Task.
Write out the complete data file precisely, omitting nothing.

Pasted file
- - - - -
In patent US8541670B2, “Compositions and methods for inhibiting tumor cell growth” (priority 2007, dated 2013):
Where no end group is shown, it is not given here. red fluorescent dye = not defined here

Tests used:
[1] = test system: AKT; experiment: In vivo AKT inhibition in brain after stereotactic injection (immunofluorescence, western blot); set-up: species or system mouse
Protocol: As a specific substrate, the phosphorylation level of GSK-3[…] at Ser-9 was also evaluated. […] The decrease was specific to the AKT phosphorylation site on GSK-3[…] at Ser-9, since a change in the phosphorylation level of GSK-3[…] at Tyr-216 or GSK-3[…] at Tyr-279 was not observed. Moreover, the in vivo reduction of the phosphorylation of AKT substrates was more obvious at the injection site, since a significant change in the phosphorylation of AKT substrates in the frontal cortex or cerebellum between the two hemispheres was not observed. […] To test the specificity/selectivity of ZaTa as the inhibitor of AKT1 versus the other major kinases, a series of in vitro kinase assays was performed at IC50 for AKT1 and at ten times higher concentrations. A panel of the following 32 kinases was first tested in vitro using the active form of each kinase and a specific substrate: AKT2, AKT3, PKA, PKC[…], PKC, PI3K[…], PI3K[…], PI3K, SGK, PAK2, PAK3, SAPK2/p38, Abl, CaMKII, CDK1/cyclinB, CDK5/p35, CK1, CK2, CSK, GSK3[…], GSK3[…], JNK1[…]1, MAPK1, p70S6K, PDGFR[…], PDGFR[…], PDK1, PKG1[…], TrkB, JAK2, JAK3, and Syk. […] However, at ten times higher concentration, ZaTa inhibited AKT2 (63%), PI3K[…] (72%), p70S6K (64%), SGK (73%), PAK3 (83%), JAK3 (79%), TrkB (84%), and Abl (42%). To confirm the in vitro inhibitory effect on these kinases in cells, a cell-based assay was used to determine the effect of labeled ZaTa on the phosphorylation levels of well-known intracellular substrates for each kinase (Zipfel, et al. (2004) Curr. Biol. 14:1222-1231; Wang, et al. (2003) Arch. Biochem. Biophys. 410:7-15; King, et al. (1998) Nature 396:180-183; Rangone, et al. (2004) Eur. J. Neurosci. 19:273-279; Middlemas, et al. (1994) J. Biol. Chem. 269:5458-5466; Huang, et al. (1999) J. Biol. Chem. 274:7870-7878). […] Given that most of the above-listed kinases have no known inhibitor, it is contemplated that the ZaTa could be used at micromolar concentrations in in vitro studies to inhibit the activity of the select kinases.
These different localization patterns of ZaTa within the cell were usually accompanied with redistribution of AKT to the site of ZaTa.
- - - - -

In patent US8541670B2, “Compositions and methods for inhibiting tumor cell growth” (priority 2007, dated 2013):
Where no end group is shown, it is not given here. red fluorescent dye = not defined here

Tests used:
[1] = test system: AKT; experiment: In vivo AKT inhibition in brain after stereotactic injection (immunofluorescence, western blot); set-up: species or system mouse
Protocol: As a specific substrate, the phosphorylation level of GSK-3[…] at Ser-9 was also evaluated. […] The decrease was specific to the AKT phosphorylation site on GSK-3[…] at Ser-9, since a change in the phosphorylation level of GSK-3[…] at Tyr-216 or GSK-3[…] at Tyr-279 was not observed. Moreover, the in vivo reduction of the phosphorylation of AKT substrates was more obvious at the injection site, since a significant change in the phosphorylation of AKT substrates in the frontal cortex or cerebellum between the two hemispheres was not observed. […] To test the specificity/selectivity of ZaTa as the inhibitor of AKT1 versus the other major kinases, a series of in vitro kinase assays was performed at IC50 for AKT1 and at ten times higher concentrations. A panel of the following 32 kinases was first tested in vitro using the active form of each kinase and a specific substrate: AKT2, AKT3, PKA, PKC[…], PKC, PI3K[…], PI3K[…], PI3K, SGK, PAK2, PAK3, SAPK2/p38, Abl, CaMKII, CDK1/cyclinB, CDK5/p35, CK1, CK2, CSK, GSK3[…], GSK3[…], JNK1[…]1, MAPK1, p70S6K, PDGFR[…], PDGFR[…], PDK1, PKG1[…], TrkB, JAK2, JAK3, and Syk. […] However, at ten times higher concentration, ZaTa inhibited AKT2 (63%), PI3K[…] (72%), p70S6K (64%), SGK (73%), PAK3 (83%), JAK3 (79%), TrkB (84%), and Abl (42%). To confirm the in vitro inhibitory effect on these kinases in cells, a cell-based assay was used to determine the effect of labeled ZaTa on the phosphorylation levels of well-known intracellular substrates for each kinase (Zipfel, et al. (2004) Curr. Biol. 14:1222-1231; Wang, et al. (2003) Arch. Biochem. Biophys. 410:7-15; King, et al. (1998) Nature 396:180-183; Rangone, et al. (2004) Eur. J. Neurosci. 19:273-279; Middlemas, et al. (1994) J. Biol. Chem. 269:5458-5466; Huang, et al. (1999) J. Biol. Chem. 274:7870-7878). […] Given that most of the above-listed kinases have no known inhibitor, it is contemplated that the ZaTa could be used at micromolar concentrations in in vitro studies to inhibit the activity of the select kinases.
These different localization patterns of ZaTa within the cell were usually accompanied with redistribution of AKT to the site of ZaTa.